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axolotl

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About axolotl

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  1. The cheapest telescopes currently available from the main manufacturers are small table-top Dobsonians, usually with a 3 inch aperture and a focal length of 300mm. Celestron, Skywatcher and Orion (USA) all market such scopes, for a price of around £50, and doubtless others are available. There are some minor differences between the different models, for example in the types of eyepiece provided and whether or not a finderscope is included. This review assesses the Skywatcher version (the Heritage 76), which is supplied with 10mm and 25mm eyepieces (providing magnifications of 12.5x and 30x
  2. I might have missed this, but does anyone know if sgl is producing a calendar for 2013? -The 2012 calendar was really excellent
  3. The Skyliner 200P Dobsonian is a very good scope and is within your budget (Dobsonians)
  4. Hi Tom I've used the LPI with an skyliner 200 and it is possible to get images (so long as the shortest possible exposure times are used) because the software will track the target whilst it is in the fov. An example (withour barlow) is at http://stargazerslounge.com/members/axolotl-albums-lpi-pictures-picture365-jup-22jul08.jpg It will also give very nice lunar pictures
  5. We will never know for certain how life originated, though there's a good chance it would habe been based around RNA with DNA and protein coming later. Could it have come from space? - very hard to disprove but complex biological molecules could certainly have formed in early earth conditions and its seems as likely that life evolved here rather than arrived from out there. Its hard to conceive of active viruses like influenza being present in comets though unless they came from us - the viruses that infect us are adapted to life in our cells and use the same genetic code we use.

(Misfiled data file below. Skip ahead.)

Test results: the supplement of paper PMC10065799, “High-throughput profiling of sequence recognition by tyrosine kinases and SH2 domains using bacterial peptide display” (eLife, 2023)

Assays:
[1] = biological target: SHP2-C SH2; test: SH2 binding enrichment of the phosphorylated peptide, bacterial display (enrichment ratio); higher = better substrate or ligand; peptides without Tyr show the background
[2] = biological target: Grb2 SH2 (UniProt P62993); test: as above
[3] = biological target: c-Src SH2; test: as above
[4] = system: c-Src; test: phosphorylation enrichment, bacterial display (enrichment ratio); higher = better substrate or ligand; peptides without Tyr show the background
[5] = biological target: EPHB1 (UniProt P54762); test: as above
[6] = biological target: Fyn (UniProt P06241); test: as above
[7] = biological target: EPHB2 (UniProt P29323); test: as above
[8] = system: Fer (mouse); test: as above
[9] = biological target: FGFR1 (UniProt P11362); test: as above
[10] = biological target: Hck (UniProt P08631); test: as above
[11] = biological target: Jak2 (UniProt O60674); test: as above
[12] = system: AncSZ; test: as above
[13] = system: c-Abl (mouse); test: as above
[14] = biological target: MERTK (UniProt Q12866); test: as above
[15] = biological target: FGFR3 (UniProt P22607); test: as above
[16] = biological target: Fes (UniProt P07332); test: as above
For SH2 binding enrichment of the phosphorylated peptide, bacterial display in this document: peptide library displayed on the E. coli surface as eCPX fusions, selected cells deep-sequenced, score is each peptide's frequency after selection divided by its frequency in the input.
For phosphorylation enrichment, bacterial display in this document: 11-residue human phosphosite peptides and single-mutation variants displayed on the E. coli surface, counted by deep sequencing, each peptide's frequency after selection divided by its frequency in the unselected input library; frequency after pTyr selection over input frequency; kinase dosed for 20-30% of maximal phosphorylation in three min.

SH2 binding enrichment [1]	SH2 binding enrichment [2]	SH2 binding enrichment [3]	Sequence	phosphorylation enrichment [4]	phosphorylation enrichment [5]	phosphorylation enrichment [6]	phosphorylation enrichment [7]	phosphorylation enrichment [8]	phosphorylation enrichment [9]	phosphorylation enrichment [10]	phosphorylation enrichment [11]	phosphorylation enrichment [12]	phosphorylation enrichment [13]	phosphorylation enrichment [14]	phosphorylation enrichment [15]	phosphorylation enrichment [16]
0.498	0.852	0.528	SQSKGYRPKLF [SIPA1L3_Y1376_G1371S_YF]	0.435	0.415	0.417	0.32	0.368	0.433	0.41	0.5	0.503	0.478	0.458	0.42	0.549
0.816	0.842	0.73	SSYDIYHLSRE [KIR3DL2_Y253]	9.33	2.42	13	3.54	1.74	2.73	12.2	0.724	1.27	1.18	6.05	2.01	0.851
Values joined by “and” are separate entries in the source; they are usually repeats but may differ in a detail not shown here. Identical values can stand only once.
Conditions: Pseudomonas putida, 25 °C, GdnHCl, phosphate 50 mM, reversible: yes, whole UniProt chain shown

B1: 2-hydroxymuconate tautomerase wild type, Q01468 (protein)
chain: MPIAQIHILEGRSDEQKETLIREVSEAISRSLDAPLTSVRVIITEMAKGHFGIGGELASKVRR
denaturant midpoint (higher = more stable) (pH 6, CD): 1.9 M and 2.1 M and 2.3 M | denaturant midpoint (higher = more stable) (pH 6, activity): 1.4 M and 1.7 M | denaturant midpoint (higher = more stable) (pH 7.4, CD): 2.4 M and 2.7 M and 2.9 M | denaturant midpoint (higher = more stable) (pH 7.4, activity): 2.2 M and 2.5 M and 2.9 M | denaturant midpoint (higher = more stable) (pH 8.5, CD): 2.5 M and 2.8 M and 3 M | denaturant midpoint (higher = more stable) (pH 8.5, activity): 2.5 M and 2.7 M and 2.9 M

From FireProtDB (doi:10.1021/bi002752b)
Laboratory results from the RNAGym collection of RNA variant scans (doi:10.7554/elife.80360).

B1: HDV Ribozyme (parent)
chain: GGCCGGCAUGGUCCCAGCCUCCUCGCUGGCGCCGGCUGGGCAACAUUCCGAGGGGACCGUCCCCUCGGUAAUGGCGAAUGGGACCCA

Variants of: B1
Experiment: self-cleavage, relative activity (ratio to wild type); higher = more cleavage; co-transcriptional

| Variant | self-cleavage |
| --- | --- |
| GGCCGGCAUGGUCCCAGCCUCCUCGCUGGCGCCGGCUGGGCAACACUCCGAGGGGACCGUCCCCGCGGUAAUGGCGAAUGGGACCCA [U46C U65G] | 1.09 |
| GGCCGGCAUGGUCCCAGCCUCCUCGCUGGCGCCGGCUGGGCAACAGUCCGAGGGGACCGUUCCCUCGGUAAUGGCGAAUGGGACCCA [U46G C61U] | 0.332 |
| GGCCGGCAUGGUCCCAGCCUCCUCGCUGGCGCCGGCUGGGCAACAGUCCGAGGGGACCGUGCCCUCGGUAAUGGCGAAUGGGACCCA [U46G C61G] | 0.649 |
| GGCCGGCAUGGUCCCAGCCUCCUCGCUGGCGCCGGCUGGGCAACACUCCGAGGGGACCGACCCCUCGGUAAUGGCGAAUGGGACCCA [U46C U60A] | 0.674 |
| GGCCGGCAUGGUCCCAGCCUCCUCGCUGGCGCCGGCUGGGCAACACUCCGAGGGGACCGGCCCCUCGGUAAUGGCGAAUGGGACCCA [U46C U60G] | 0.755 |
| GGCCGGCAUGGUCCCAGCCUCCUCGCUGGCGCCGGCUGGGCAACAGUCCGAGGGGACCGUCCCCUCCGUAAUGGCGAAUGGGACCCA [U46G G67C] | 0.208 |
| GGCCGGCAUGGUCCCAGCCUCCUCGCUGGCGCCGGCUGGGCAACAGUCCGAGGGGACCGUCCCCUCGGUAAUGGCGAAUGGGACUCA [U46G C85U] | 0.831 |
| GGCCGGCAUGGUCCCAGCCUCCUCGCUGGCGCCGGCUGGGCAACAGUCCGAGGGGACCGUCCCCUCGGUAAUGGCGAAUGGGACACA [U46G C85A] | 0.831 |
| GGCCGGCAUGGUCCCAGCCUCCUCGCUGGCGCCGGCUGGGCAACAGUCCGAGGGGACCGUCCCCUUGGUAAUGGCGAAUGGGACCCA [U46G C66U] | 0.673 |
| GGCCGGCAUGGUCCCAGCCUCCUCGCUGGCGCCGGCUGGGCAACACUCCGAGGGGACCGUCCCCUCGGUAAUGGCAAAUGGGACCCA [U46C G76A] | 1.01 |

6. I've used skywatcher 5 inch and 8 inch scopes and been very pleased with them - I'm sure the 6 inch will be fine also (but the 6 inch Dobsonian might also be worth considering unless your keen on Astrophotography). As to accessories, I agree about the moon filter. You might also want to consider a better 10mm eyepiece (the 25mm eyepiece supplied is not bad), possibly a red dot finder to replace the 6 x 30 finderscope (I've used the 6 x 30 but found it quite difficult, a red dot finder or a 9 x 50 are both better in my opinion (but have a go with the 6 x 30 first, it might just be my dodgy eye
  7. Thanks Damian, some good advice there. I was using ISO 800 so will try a bit lower next time. I have photoshop elements but I have to admit that the layers function is a bit of a mystery to me, but I will have a play with it. thanks again
  8. Thanks Damian, that is much better. How did you do it?
  9. I treated myself to an adaptor from FLO Adaptors - Skywatcher Universal Camera Adapter to attach my digital compact to my scope (Skyliner 200 Dob) and took a few pictures of the moon last night. I'm not sure the pictures are better than those taken without the adaptor, but it certainly makes it easy to take a large number of images in a short time. Here's the best of those first efforts
  10. I've been a scientist all my working life but only got into astronomy a couple of years ago when I bought a cheap skywatcher refractor - I've been streadily upgrading ever since. Its a great hobby, one of the few areas in science where amatuers can really get involved. What sustains me I think is the sense of wonder. Many of the objects we view are not especially striking visually - I was very pleased to recently view a couple of the galaxies of the virgo cluster, and whilst these, at least through my scope, are simply faint smudges its knowing what you are looking at that makes it so amazing
  11. The meade LPI is not that expensive and quite easy to use - see Stargazers Lounge - axolotl's Album: LPI pictures for some not very good examples of pictures taken with it.
  12. I prefer a Dob, but I did recently get a cheap goto from Telescopeplus (an 80mm short tube refractor). They have sold out of these but they do have a very cheap celestron GoTo in their bargain basement. Bargain basement Celestron nexstar 80 gtl refurbished
  13. You should be able to see it - it is the one DSO I was consistently able to find with my 130PM even in light polluted Whitchurch. But as others have said it is very small. In the 25mm eyepiece it will look like an out of focus star with the ring shape obvious with the 10mm eyepiece. But it will be difficult to find until you have your red dot finder working again (these days I have a 10 x 50 finderscope so I don't have to worry about batteries any more )
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